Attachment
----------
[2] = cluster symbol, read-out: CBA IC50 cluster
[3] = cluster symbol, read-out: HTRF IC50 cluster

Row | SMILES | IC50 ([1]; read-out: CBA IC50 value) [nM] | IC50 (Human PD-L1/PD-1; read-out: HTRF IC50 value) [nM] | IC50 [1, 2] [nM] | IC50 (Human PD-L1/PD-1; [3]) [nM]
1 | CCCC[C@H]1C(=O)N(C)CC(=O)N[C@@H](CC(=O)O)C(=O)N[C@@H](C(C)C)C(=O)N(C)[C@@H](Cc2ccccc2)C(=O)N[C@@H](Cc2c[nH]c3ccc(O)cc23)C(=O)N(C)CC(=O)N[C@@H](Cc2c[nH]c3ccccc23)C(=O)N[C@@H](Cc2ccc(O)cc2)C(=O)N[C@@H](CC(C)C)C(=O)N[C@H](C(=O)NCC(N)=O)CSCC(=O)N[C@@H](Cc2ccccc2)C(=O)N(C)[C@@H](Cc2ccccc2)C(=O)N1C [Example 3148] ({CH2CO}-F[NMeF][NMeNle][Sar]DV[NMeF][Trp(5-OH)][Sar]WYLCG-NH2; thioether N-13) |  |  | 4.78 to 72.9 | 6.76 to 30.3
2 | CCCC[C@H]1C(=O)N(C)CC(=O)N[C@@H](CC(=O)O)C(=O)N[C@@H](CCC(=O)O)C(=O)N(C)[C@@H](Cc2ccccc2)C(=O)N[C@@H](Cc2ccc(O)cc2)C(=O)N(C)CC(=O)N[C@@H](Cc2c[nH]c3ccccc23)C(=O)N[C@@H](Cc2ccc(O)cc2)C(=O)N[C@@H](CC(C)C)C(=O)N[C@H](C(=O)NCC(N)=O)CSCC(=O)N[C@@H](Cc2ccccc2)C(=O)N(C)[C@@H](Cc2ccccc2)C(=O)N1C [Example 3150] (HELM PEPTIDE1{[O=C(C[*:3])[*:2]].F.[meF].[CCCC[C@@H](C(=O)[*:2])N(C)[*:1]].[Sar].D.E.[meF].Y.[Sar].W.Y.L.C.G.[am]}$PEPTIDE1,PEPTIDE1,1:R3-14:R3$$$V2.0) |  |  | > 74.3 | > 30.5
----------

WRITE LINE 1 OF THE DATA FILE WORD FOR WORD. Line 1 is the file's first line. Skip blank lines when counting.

[2] = cluster symbol, read-out: CBA IC50 cluster